It has long been known that our own mental states can alter the experience of pain, but these findings suggest that our perceptions of the mental states of others can also influence how we feel pain.

Okay…but are these two concepts not closely related to begin with? I mean, I assume that that which we perceive can and usually does influence our mental state? So if we have already established that our mental states can influence the experience of pain, would it not be logical to assume that whatever influences our mental states will also play a role in how we experience pain?

“This study shows that even if two harmful events are physically identical, the one delivered with the intention to hurt actually hurts more,” says Gray. “Compare a slap from a friend as she tries to save us from a mosquito versus the same slap from a jilted lover. The first we shrug off instantly, while the second stings our cheek for the rest of the night.”

So I wonder if that is not explained because the latter has a far more psychological factor to it? Intentionally inflicting (physical) pain on someone goes, particularly in this case, hand in hand with intentionally inflicting mental pain on someone. There is the additional “this person is trying to hurt me! The pain is serious!” mental pressure on a person, if nothing else. A slap by a jilted lover IS meant to sting both physically and psychologically. The lover experienced psychological pain, e.g. the breaking up thing, and intentionally inflicts physical pain as a way to communicate/share that psychological pain. And psychological pain will make one remember the physical pain better. Indeed, “memory” is also a factor, I think. Intent indicates reason, reason indicates something personal. And one tends to remember the personal things longer and stronger than the accidental occurrences. Say when someone accidentally bumps into you: you are more likely to just go “Pff, whatever!”.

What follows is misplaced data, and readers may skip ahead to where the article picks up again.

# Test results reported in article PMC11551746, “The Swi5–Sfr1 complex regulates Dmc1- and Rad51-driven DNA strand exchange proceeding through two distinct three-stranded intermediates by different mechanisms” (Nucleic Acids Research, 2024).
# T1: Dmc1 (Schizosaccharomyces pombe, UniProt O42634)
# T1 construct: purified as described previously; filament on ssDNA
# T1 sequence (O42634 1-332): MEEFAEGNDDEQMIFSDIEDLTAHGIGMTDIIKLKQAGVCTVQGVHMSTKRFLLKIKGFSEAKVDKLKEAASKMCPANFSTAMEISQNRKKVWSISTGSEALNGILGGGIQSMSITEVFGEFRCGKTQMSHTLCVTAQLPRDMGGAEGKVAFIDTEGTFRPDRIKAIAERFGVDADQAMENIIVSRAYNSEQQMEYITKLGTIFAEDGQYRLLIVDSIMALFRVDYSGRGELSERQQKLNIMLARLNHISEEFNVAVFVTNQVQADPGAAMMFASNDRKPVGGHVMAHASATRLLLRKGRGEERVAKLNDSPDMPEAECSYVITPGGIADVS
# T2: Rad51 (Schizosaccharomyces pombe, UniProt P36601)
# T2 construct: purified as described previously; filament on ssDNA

“Speak for your wussy self. I’d make that person pay for sure!”

Normal people would not, in general. But what if someone intentionally bumps into you? That would instantly call a “what is this person’s issue with me?!”. And that immediately puts some additional psychological stress that an unintentional, impersonal and accidental bump does not normally bring.

Conclusively, I am not sure these results are all that surprising. Of course, it is also important to remember that logical reasoning is just one small part of science. Empirically confirming your hypothesis, which is based on said logical reasoning, is the other crucial part. That is essentially what makes science science: that something can be measured and confirmed.

“Hmm, but with that kind of reasoning, it seems the whole point of assessing the significance of new research is rather moot.”

Not necessarily. For this case, it seems the significance is in the empirical aspect. Other research that I might run into later can be significance from a different perspective. But it is true that confirming something empirically that can be reasonably, or rather, logically expected is less impressive than confirming something that was unexpected. So if I have to give a “verdict”, I would have to say that this research does not score that high in the significance/originality factor for me. But maybe I am missing something here?

Anyway, this is it for the first entry! I am looking forward to doing a lot more of these!